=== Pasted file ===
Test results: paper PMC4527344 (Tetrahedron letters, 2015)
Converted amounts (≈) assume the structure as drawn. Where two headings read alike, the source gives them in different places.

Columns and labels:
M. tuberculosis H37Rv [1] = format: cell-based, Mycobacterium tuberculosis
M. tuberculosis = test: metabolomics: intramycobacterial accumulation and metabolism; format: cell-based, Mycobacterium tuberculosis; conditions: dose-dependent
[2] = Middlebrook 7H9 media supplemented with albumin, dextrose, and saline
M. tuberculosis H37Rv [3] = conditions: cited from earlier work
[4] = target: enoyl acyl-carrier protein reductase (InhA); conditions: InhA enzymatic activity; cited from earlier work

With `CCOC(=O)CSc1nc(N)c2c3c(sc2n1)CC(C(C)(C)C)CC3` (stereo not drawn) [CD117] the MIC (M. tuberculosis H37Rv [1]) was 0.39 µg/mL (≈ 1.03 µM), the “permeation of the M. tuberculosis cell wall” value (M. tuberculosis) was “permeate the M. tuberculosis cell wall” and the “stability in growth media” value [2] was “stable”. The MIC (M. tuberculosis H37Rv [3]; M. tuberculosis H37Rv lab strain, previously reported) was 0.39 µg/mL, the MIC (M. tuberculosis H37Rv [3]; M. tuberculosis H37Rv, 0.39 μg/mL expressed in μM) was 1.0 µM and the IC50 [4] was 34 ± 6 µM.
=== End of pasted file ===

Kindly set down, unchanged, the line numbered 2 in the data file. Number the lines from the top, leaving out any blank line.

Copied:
Converted amounts (≈) assume the structure as drawn. Where two headings read alike, the source gives them in different places.